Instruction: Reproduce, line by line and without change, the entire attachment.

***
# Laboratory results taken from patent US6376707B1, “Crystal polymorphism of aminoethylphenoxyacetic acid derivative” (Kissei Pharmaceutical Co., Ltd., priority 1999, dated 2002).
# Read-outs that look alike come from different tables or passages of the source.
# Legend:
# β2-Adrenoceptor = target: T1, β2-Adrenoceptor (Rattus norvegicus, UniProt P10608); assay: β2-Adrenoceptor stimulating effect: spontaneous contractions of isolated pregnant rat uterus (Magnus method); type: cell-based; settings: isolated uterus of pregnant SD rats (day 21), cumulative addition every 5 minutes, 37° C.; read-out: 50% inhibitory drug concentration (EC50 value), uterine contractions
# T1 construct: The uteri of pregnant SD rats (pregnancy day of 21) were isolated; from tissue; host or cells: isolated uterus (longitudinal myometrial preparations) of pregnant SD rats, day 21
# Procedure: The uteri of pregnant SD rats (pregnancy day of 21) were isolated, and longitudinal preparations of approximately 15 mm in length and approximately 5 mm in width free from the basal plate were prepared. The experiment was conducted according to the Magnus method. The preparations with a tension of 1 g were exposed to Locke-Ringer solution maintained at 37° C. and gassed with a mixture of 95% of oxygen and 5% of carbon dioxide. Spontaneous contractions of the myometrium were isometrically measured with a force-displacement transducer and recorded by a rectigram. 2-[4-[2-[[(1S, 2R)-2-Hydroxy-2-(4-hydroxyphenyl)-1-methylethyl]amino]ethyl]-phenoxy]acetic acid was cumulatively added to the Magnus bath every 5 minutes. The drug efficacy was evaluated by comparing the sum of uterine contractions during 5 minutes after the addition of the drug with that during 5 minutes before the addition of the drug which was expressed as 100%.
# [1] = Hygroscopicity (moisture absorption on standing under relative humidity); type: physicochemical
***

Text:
# Laboratory results taken from patent US6376707B1, “Crystal polymorphism of aminoethylphenoxyacetic acid derivative” (Kissei Pharmaceutical Co., Ltd., priority 1999, dated 2002).
# Read-outs that look alike come from different tables or passages of the source.
# Legend:
# β2-Adrenoceptor = target: T1, β2-Adrenoceptor (Rattus norvegicus, UniProt P10608); assay: β2-Adrenoceptor stimulating effect: spontaneous contractions of isolated pregnant rat uterus (Magnus method); type: cell-based; settings: isolated uterus of pregnant SD rats (day 21), cumulative addition every 5 minutes, 37° C.; read-out: 50% inhibitory drug concentration (EC50 value), uterine contractions
# T1 construct: The uteri of pregnant SD rats (pregnancy day of 21) were isolated; from tissue; host or cells: isolated uterus (longitudinal myometrial preparations) of pregnant SD rats, day 21
# Procedure: The uteri of pregnant SD rats (pregnancy day of 21) were isolated, and longitudinal preparations of approximately 15 mm in length and approximately 5 mm in width free from the basal plate were prepared. The experiment was conducted according to the Magnus method. The preparations with a tension of 1 g were exposed to Locke-Ringer solution maintained at 37° C. and gassed with a mixture of 95% of oxygen and 5% of carbon dioxide. Spontaneous contractions of the myometrium were isometrically measured with a force-displacement transducer and recorded by a rectigram. 2-[4-[2-[[(1S, 2R)-2-Hydroxy-2-(4-hydroxyphenyl)-1-methylethyl]amino]ethyl]-phenoxy]acetic acid was cumulatively added to the Magnus bath every 5 minutes. The drug efficacy was evaluated by comparing the sum of uterine contractions during 5 minutes after the addition of the drug with that during 5 minutes before the addition of the drug which was expressed as 100%.
# [1] = Hygroscopicity (moisture absorption on standing under relative humidity); type: physicochemical